Why Omega Hosted Dinner on the Moon
The Swiss watchmaker built its own space capsule and lunar base inside a Texas aircraft hangar.
In honor of its continued commitment to space exploration and its legacy as the first watch worn on the moon, Omega turned a May 12 outing at Sugar Land’s Western Airways Airport Hangar into an outer space voyage. The black-tie celebration—which was attended by astronauts, prominent members of the Houston community, and industry guests from around the country—came complete with its own space capsule, gravel and rocks to recreate the lunar surface, and a cameo by Gravity star George Clooney.
While the Swiss brand's 2015 Speedmaster Silver Snoopy Award timepiece commemorates 45 years since the Apollo 13 mission, when the astronauts relied on their Speedmaster watches to successfully return home, there wasn't a specific anniversary in mind for the dinner, said Stephen Urquhart, president of Omega. "It was simply about choosing a time that suited our partners and guests," he said.
Working with the in-house events and marketing team at Omega, Bureau Betak was enlisted to create the authentic look, feel, and sound of life on the moon in the Lone Star State. (Houston is home to NASA, after all.) Under the eye of production firm principal Alex de Betak, a 150-person team worked nearly an entire week to transform the 20,000-square-foot space for the event. Five truckloads of gravel, coupled with rocks of various sizes, were used to lay the foundation of the dinner floor; glitter was added to the mix for sparkle.
“For an event like this, our team was dedicated to representing our luxurious standards,” said Urquhart. “That goes right through to the smallest details such as the physical invitation.” Indeed, the invite itself was designed with the shape and look of the moon with wording presented in the style of a NASA transcript between astronauts and ground control. “This unique approach was all about giving guests an unforgettable experience, from the first moment to the last,” added Urquhart.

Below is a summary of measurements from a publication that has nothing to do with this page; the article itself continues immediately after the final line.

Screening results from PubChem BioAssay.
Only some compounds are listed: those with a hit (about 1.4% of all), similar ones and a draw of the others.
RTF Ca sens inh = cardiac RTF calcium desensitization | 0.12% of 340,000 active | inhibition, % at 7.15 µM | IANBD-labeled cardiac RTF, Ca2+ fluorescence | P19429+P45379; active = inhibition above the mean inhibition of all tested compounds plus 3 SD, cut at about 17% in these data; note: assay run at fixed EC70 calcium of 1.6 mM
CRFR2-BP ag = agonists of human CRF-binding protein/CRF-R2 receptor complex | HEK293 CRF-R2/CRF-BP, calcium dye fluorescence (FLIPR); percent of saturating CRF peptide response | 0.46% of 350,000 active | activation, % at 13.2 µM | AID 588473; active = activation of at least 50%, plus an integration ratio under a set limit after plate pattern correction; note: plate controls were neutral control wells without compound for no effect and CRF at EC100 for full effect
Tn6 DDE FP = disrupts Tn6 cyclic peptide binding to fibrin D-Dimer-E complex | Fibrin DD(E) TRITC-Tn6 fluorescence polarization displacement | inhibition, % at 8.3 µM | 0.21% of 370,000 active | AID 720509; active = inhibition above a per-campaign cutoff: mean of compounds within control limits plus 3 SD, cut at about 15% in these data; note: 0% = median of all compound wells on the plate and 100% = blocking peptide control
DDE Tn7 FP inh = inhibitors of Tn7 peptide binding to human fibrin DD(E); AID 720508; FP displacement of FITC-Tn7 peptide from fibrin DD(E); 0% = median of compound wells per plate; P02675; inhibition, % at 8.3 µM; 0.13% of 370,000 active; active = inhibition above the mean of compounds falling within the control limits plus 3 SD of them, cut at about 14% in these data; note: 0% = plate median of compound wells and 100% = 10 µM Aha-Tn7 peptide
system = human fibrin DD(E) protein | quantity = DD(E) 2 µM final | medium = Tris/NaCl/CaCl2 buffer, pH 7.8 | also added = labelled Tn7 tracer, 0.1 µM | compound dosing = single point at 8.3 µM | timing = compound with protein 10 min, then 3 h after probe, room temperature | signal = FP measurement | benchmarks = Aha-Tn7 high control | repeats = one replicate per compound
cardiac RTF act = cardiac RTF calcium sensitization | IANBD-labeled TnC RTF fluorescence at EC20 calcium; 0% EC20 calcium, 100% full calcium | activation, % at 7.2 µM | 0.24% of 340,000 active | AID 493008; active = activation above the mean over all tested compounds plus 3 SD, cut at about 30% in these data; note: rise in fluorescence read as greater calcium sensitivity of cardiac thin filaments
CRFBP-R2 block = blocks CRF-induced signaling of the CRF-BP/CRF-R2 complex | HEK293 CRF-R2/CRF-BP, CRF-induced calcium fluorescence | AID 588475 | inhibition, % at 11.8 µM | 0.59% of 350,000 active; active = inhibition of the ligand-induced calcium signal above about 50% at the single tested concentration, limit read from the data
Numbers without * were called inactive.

Some 300 guests converged on the suburban Houston hangar for the occasion. Greeted by a phalanx of female model staffers dressed in otherworldly garb, the attendees entered into a space devoid of natural sunlight and in through a tunnel surrounded by special light and sound effects. They emerged into the cocktail area, a specially built space capsule displaying both vintage and modern Omega Speedmaster timepieces, as well as videos and murals that chronicled the brand’s storied relationship with the space program. Prerecorded flight calls, meanwhile, served as white background noise, filling the all-white series of rooms with decidedly spaceship-like dialogue.
The journey from earth to the moon, or from cocktails to dinner, was signaled by smoke, sound, and light effects a la a take-off simulation, and ushered guests through a transition space to doors that revealed a full-scale “landing on the moon” tableau—or the anointed Omega Lunar Base. Details, from the charger plates to the levitating centerpieces to the globes peppered throughout, set the scene without being obtrusively thematic.
Despite not taking place in a city as grandiose as New York, Paris, or Hong Kong, the one-time event, with no plans to be replicated globally, certainly merited a considerable budget. For Urquhart, the focus was on making sure his guests experienced an event they'd remember for a long time. “While there are obviously budgets that we work to, an event like this is built around the experience,” he noted. “Because our history with space exploration is so integral to the brand, it of course deserved a celebration on such a large scale.”
As guests exited the hangar at the conclusion of the festivities, one final transition took place. Thousands of LED lights that had been placed throughout the exterior of the venue and the grounds—mimicking twinkling stars in the night sky—became visible.
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